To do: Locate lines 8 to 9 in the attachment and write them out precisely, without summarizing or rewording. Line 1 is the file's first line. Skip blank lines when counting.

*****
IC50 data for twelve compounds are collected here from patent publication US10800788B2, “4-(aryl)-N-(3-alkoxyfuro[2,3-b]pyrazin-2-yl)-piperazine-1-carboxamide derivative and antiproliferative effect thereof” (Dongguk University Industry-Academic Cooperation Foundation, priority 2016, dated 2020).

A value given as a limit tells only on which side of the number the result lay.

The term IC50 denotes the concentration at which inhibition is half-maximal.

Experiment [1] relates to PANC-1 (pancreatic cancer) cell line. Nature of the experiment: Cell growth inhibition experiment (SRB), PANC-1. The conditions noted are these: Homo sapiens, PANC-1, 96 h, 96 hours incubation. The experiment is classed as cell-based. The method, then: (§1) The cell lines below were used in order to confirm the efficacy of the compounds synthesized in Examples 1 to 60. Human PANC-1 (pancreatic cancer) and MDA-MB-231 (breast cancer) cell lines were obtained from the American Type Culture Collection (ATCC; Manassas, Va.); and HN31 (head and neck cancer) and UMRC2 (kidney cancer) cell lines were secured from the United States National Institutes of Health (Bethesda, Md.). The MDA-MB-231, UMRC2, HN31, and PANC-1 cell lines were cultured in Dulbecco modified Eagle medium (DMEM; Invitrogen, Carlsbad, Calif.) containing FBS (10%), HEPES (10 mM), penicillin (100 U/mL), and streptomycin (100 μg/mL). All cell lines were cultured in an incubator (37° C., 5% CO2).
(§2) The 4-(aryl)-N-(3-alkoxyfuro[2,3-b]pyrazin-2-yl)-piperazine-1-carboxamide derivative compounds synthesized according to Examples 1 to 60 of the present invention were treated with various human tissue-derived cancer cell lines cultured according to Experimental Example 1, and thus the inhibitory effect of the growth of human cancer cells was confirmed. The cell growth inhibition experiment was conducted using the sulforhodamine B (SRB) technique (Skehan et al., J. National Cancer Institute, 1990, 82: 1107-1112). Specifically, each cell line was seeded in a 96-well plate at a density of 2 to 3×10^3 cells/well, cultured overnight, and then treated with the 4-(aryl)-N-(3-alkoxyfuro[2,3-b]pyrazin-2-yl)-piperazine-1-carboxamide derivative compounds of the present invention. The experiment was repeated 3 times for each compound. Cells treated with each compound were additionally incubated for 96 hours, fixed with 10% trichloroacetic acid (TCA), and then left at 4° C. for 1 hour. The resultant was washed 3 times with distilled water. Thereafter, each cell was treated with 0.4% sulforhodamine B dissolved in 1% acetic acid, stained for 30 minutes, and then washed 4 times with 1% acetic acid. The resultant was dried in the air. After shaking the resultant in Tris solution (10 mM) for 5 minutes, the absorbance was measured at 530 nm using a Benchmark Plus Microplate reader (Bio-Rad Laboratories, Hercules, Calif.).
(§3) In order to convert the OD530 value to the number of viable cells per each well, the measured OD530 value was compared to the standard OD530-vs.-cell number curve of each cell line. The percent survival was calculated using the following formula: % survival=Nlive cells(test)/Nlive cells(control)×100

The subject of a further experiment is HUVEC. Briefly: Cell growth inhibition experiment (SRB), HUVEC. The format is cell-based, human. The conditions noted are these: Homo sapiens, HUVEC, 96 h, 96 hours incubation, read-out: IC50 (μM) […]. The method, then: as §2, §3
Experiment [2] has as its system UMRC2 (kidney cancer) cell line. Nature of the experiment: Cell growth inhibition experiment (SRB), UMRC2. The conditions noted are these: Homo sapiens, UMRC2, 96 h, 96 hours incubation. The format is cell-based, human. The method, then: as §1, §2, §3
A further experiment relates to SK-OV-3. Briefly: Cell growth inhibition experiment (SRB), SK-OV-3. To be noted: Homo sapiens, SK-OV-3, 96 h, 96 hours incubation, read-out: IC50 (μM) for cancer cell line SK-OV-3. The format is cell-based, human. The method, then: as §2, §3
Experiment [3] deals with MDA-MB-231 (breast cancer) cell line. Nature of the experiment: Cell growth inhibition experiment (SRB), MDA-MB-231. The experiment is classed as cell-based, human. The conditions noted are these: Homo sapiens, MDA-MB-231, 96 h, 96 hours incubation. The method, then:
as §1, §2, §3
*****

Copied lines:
Experiment [2] has as its system UMRC2 (kidney cancer) cell line. Nature of the experiment: Cell growth inhibition experiment (SRB), UMRC2. The conditions noted are these: Homo sapiens, UMRC2, 96 h, 96 hours incubation. The format is cell-based, human. The method, then: as §1, §2, §3
A further experiment relates to SK-OV-3. Briefly: Cell growth inhibition experiment (SRB), SK-OV-3. To be noted: Homo sapiens, SK-OV-3, 96 h, 96 hours incubation, read-out: IC50 (μM) for cancer cell line SK-OV-3. The format is cell-based, human. The method, then: as §2, §3